Erdogan’s call comes amid fears that the “internalization” of the Libyan conflict is set to be far more disastrous for both the North African country and regional security.
Rabat – As the world fears further escalation of violence in Libya, Turkey’s Erdogan is calling for Europe to be more involved in brokering peace agreements and any other initiatives that could lead to de-escalation in the Libyan crisis.
In an opinion article published by Politico, the Turkish president made the point that the EU needs to get actually involved in pushing for peace and de-escalation in Libya, rather than “watch from the sidelines” as they did in Syria.
Opening his article by blaming the international for its “apathy” and its failure to “live up to its responsibility” for almost a decade in Libya’s “bloody civil war,” the Turkish president said it is time for the EU to step up and show to the world that it is still a force to reckon with on issues of global significance.
“The Libyan civil war serves as a litmus test for the EU. Will European leaders uphold the liberal world order in the face of yet another attack? Or will they abdicate their responsibilities, as they did in Syria, to watch the crisis unfold from the sidelines?” wrote Erdogan. He added, “The EU needs to show the world that it is a relevant actor in the international arena.”
The Turkish leader also spoke of the internal divisions limiting Europe’s ability to effectively broker a peace deal in Libya. He especially called out France for siding with “coup plotter” Haftar, suggesting that the EU will not be regarded as a serious broker so long as one of its core members is directly involved in the Libyan quagmire.
Not surprisingly, with turkey engaged in Libya alongside the Government of National Accord (GNA), the UN-recognized Tripoli-based government, Erdogan took a jibe at other Middle Eastern countries supporting Khalifa Haftar’s forces, calling on the international community to prevent a “warlord” from deposing the UN-recognized government.
“Libya’s government, which the United Nations recognizes, has been under attack by the warlord Khalifa Haftar for several years. His armed group, which seeks to carry out a coup d’état in the country, enjoys support from the anti-democratic governments of Egypt, Saudi Arabia and the United Arab Emirates among others.”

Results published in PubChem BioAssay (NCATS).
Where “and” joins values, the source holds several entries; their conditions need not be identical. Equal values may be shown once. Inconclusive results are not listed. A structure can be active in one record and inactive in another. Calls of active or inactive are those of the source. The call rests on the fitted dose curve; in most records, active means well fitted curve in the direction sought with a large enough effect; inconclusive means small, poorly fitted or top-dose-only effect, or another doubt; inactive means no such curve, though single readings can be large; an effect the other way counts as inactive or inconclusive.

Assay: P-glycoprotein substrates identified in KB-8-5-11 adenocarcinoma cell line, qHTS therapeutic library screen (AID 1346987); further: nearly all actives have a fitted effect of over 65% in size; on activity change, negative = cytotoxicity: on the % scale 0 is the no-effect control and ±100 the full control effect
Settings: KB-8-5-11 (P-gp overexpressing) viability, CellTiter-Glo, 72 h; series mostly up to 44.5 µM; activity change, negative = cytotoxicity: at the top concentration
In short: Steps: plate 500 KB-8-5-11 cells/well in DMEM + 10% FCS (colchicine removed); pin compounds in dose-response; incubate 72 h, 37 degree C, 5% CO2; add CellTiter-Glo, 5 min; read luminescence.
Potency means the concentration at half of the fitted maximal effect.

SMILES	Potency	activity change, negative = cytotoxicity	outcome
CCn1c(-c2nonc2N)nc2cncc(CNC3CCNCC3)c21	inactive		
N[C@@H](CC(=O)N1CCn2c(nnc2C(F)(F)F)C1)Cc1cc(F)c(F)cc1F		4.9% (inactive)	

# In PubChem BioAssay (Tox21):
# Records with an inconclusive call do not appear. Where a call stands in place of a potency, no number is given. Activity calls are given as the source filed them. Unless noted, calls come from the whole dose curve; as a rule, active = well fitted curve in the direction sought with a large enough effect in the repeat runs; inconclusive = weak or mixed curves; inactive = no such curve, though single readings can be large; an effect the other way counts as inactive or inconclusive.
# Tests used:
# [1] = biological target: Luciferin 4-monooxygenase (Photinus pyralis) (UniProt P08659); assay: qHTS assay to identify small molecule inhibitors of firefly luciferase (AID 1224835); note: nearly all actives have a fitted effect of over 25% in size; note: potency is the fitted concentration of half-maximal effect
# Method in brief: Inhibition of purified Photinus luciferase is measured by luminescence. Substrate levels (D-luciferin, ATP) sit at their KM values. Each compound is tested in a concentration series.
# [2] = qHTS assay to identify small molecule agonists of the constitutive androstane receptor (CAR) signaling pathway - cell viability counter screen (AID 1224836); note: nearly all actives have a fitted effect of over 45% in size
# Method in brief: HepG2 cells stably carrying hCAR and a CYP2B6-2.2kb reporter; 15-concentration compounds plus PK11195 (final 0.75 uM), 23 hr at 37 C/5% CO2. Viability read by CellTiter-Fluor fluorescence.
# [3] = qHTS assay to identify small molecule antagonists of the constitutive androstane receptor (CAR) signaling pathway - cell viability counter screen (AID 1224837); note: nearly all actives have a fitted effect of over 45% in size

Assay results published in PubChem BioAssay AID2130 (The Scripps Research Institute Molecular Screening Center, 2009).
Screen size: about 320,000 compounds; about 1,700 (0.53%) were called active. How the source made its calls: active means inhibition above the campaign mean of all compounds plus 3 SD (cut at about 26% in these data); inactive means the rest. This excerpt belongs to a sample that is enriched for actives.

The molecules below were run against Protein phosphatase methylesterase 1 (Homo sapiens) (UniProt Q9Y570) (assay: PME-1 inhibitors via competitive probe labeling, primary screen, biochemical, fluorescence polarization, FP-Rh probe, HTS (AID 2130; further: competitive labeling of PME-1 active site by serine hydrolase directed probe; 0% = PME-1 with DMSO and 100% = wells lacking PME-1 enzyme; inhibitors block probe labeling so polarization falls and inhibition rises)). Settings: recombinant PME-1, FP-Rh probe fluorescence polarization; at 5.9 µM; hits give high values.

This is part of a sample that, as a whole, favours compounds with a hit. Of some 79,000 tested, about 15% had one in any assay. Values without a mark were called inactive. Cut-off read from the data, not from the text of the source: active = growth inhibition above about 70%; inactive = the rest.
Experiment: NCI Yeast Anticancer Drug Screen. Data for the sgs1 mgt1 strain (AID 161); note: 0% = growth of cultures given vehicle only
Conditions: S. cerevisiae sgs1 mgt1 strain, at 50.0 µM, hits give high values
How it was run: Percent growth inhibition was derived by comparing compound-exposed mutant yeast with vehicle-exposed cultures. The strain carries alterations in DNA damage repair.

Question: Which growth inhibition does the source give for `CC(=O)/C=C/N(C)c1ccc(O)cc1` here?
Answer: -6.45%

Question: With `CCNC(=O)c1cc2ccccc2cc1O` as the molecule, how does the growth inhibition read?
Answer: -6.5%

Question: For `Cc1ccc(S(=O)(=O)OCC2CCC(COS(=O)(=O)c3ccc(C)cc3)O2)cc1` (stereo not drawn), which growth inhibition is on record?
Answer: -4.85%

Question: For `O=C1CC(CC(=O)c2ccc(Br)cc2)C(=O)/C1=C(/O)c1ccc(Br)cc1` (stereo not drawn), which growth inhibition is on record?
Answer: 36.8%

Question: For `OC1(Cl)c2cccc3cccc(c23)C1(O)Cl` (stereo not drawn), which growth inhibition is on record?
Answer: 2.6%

When Turkey announced that it would be sending boots on the ground to support the Tripoli-based government, there were fears that Ankara’s involvement in Libya would provide fertile ground for terrorist groups to claim more territory in Libya as the first step towards reconstruction after being defeated in Syria and Iraq in recent months.
Basing their assessment on reports that Turkey would partly rely on its “Syrian allies” (Turkey-backed Syrian militias) in its Libyan engagement, critics of Erdoğan’s Turkey argued that Ankara’s involvement in Libya amounted to a “free pass” to radical groups from Syria.
For Erdogan, however, it is the other way around. “Terrorist organizations such as ISIS and Al Qaeda, which suffered a military defeat in Syria and Iraq, will find a fertile ground to get back on their feet. Indeed, some groups that largely share those terrorist organizations’ ideology, including the Madkhali-Salafis, are fighting alongside Haftar. If the conflict rages on, the violence and instability will also fuel irregular migration toward Europe.”
Erdogan’s comments come ahead of a one-day Berlin meeting on the Libyan conflict. Scheduled for January 19, the summit is set to convene leaders from Russia, France, Turkey, China, the US, and other “key regional actors” to discuss peace prospects for Libya.
While Haftar and GNA leader Fayez al-Sarraj are both expected to attend the Berlin summit, many experts are of the opinion that it is highly unlikely that Germany will successfully broker a historic agreement between the two men.
The caution is especially pertinent as the Berlin summit comes just days after a similar meeting in Russia, engineered by Erdogan and Putin in an attempt to convince Haftar to commit to de-escalation, ended with Haftar leaving in a rush and without signing the cease-fire deal Turkey and Russia had put together.
That Haftar “felt emboldened to snub Putin,” Bloomberg commented after the failed Moscow summit, “is testament to how unpredictable Libya’s civil war has become.”